Generally speaking there are two types of triads. The first is locally referred to as a ‘troublemaker’, the ‘young and dangerous’ type. These ‘troublemakers’ are generally concerned with street squabbles over territory, drugs, petty crime and intimidation. Due to their public profile and propensity for display, this type receives the most attention. The second type is colloquially referred to as the ‘black-band’ society. Much like any major crime organization their ranks are controlled with militarily precision and its members can be professionals from a variety of fields. Throughout the largest groups lawyers, bankers, business owners, politicians and policeman can be included in this second category. There are two rules governing the second type, to never cause trouble and to never be identified as a member. The gang’s income and business structures require the preservation of a status-quo. To upset this through any petty crime, unauthorized intimidation or showboating would be short sighted and absolutely detrimental to operations. The first type has allowed for the current negative stereotyping of the tattooed in Hong Kong. They have a propensity for very large tattoos yet, due to limited financial means, will usually only complete the outline of the piece. The second type, should they have any tattoos, would not display them in the same way. At an organizational level, leaders of various fractions will not allow followers to be tattooed. Such tattoos would draw too much attention whilst allowing for immediate identification. In a business where anonymity and discrete operations are of primary importance it would be wrong to assume that there is some displayed, physical method of membership categorization.
The idea of an economy of thought is simple, it is a mental shortcut. If one was passed by three people on the street and then asked to describe who passed, answers are most commonly economies of thought. A response could be “Two guys and a girl passed by”. Another could be “Two business men and a woman walked by”, and so on. From personal grooming, types of clothing and even their stride; a plethora of readily available information is frequently overlooked. Due to the sheer amount of information we are exposed to on a daily basis it very rarely serves any purpose to go into further detail than this. And in the absence of any extenuating circumstance, for the everyday person much of this information would indeed be useless to retain. One’s more complete attention is devoted to the environmental aspects that are of immediate concern or use. Economies of thought serve multiple purposes and allow for speedy navigation of modern day life. Yet if these economies of thought are taken as inherent truths they form the foundation for most every type of discrimination.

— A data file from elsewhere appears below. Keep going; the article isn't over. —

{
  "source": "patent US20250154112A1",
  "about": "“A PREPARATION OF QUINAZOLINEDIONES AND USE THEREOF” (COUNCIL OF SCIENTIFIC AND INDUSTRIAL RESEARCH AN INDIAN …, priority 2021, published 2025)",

To racially profile, judge, dismiss or otherwise unfairly discriminate is to uphold an ill-formed economy of thought. A striking example of this being the ‘Craniometry’ and ‘Eugenics’ movements most famously employed by the Nazi’s. These supposed ‘sciences’ consisted of taking physical measurements of various body parts. The subsequent ratios between the measured sections were then said to indicate the subjects’ value as a human being. So the length and shape of one’s nose could be used as evidence of intrinsic inferiority or cognitive capacity. Again, an ill-formed economy of thought enables discrimination as investigation or genuine understanding of the facts is rendered unnecessary. This mental process (or lack thereof) with varying levels of complexity and specific cultural pressure applies to all racial profiling, stereotyping and prejudice.